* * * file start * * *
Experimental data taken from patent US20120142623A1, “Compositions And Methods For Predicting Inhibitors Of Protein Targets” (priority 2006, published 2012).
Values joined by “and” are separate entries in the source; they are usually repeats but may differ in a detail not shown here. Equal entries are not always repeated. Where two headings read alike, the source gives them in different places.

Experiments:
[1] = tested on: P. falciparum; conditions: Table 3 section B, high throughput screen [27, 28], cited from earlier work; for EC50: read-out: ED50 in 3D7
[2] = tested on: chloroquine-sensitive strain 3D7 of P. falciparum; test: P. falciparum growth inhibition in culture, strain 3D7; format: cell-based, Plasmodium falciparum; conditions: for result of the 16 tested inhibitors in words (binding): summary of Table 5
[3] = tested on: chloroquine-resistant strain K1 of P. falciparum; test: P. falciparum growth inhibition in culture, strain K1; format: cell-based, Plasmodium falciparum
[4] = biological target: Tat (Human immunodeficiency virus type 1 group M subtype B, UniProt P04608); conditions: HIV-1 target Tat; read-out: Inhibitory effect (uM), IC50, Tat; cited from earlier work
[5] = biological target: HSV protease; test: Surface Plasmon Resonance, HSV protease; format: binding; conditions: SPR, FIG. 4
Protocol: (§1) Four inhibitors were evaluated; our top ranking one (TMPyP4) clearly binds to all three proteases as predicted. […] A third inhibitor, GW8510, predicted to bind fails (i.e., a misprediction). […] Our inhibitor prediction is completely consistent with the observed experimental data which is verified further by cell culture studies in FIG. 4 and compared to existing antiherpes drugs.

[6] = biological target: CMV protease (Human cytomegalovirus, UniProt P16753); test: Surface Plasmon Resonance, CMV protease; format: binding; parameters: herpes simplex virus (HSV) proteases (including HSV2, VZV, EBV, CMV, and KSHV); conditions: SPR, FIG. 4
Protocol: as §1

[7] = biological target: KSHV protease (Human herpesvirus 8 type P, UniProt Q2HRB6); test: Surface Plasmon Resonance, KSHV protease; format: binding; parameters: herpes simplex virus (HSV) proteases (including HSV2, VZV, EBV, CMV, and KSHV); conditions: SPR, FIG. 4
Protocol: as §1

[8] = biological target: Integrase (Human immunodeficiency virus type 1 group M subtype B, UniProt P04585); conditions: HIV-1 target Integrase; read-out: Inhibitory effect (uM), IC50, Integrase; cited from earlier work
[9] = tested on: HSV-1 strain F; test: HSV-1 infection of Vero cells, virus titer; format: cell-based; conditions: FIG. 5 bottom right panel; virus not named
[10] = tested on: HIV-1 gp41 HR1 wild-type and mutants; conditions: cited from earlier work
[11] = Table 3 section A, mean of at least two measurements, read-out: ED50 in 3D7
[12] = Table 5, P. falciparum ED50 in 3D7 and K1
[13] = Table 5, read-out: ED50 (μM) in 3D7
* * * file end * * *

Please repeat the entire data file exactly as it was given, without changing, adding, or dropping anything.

Experimental data taken from patent US20120142623A1, “Compositions And Methods For Predicting Inhibitors Of Protein Targets” (priority 2006, published 2012).
Values joined by “and” are separate entries in the source; they are usually repeats but may differ in a detail not shown here. Equal entries are not always repeated. Where two headings read alike, the source gives them in different places.

Experiments:
[1] = tested on: P. falciparum; conditions: Table 3 section B, high throughput screen [27, 28], cited from earlier work; for EC50: read-out: ED50 in 3D7
[2] = tested on: chloroquine-sensitive strain 3D7 of P. falciparum; test: P. falciparum growth inhibition in culture, strain 3D7; format: cell-based, Plasmodium falciparum; conditions: for result of the 16 tested inhibitors in words (binding): summary of Table 5
[3] = tested on: chloroquine-resistant strain K1 of P. falciparum; test: P. falciparum growth inhibition in culture, strain K1; format: cell-based, Plasmodium falciparum
[4] = biological target: Tat (Human immunodeficiency virus type 1 group M subtype B, UniProt P04608); conditions: HIV-1 target Tat; read-out: Inhibitory effect (uM), IC50, Tat; cited from earlier work
[5] = biological target: HSV protease; test: Surface Plasmon Resonance, HSV protease; format: binding; conditions: SPR, FIG. 4
Protocol: (§1) Four inhibitors were evaluated; our top ranking one (TMPyP4) clearly binds to all three proteases as predicted. […] A third inhibitor, GW8510, predicted to bind fails (i.e., a misprediction). […] Our inhibitor prediction is completely consistent with the observed experimental data which is verified further by cell culture studies in FIG. 4 and compared to existing antiherpes drugs.

[6] = biological target: CMV protease (Human cytomegalovirus, UniProt P16753); test: Surface Plasmon Resonance, CMV protease; format: binding; parameters: herpes simplex virus (HSV) proteases (including HSV2, VZV, EBV, CMV, and KSHV); conditions: SPR, FIG. 4
Protocol: as §1

[7] = biological target: KSHV protease (Human herpesvirus 8 type P, UniProt Q2HRB6); test: Surface Plasmon Resonance, KSHV protease; format: binding; parameters: herpes simplex virus (HSV) proteases (including HSV2, VZV, EBV, CMV, and KSHV); conditions: SPR, FIG. 4
Protocol: as §1

[8] = biological target: Integrase (Human immunodeficiency virus type 1 group M subtype B, UniProt P04585); conditions: HIV-1 target Integrase; read-out: Inhibitory effect (uM), IC50, Integrase; cited from earlier work
[9] = tested on: HSV-1 strain F; test: HSV-1 infection of Vero cells, virus titer; format: cell-based; conditions: FIG. 5 bottom right panel; virus not named
[10] = tested on: HIV-1 gp41 HR1 wild-type and mutants; conditions: cited from earlier work
[11] = Table 3 section A, mean of at least two measurements, read-out: ED50 in 3D7
[12] = Table 5, P. falciparum ED50 in 3D7 and K1
[13] = Table 5, read-out: ED50 (μM) in 3D7